The growing threat dentists may not be prepared for

General dentists may not be prepared for a cybersecurity incident as the possibility of these attacks grows, according to Huzefa Kapadia, DDS.

The threat of cybersecurity incidents has grown in dentistry along with the overall healthcare sector. The FBI also recently issued a warning to the American Dental Association and the American Association of Oral and Maxillofacial Surgeons regarding a credible cybersecurity threat toward oral surgery practices.

Healthcare leaders recently experienced what the American Medical Association called the "most significant cyberattack" on healthcare in U.S. history when Change Healthcare, a revenue cycle management subsidiary of UnitedHealth Group's Optum, was hit with a cyberattack that affected dental, medical and pharmaceutical companies' abilities to process claims.

Becker's has reported on several data security incidents affecting dental practices this year, including Burke, Va.-based Northern Virginia Oral, Maxillofacial and Implant Surgery and Phoenix-based Risas Dental & Braces. Several DSOs have also been hit with cyberattacks in recent years, including Aspen Dental, ProSmile and Great Expressions Dental Centers

Dr. Kapadia, owner of Detroit Sterling Dental and Kapadia Dental Care in Waterford, Mich., recently told Becker's he has delayed transitioning to digital charting because of the possibility for future cybersecurity incidents at his practice.

"I'm not sure if I really want to do digital charts for a while. I think I may wait. It's kind of scary. It seems like there's no way to stop them when they hack into your system," Dr. Kapadia said. "The problem is everyone is paying these hackers because there's no way to function without paying them. Of course they're going to keep doing it because they know they can get paid, so it's kind of frustrating."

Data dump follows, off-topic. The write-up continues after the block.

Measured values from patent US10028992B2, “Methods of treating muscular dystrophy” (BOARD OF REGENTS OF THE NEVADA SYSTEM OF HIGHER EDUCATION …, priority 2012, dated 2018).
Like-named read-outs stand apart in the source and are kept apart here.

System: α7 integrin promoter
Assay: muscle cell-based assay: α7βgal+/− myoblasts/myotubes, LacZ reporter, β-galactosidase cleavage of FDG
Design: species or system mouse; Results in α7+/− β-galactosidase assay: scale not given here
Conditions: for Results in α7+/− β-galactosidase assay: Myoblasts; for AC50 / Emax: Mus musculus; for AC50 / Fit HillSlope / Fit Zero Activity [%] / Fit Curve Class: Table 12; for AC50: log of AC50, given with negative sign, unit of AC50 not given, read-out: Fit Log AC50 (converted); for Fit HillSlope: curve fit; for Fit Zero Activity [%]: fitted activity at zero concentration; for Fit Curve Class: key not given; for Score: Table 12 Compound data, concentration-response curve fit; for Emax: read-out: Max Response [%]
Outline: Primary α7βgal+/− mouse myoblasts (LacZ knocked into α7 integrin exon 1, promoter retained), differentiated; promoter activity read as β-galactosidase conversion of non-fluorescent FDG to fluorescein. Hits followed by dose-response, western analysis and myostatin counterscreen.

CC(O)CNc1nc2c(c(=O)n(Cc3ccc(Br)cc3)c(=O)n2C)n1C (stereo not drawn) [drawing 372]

Although the group behind the FBI's warning for the dental industry threatened to target oral surgery practices, the FBI said it believes general dentistry and other specialty practices could be targets in the future.

Dr. Kapadia said he does not think most general dentists are currently prepared to handle a cybersecurity attack. 

"If they can hack into these larger systems that are much more complicated than a dental office, I think most general dentists are probably not prepared at all to deal with something like that. I'm assuming most maybe wouldn't even pay," Dr. Kapadia said. "If it's a very significant sum of money, they'd just be like, 'Okay, well I don't think I can pay this.' I don't know what we would do at that point. It's a problem if all your patient records are electronic."

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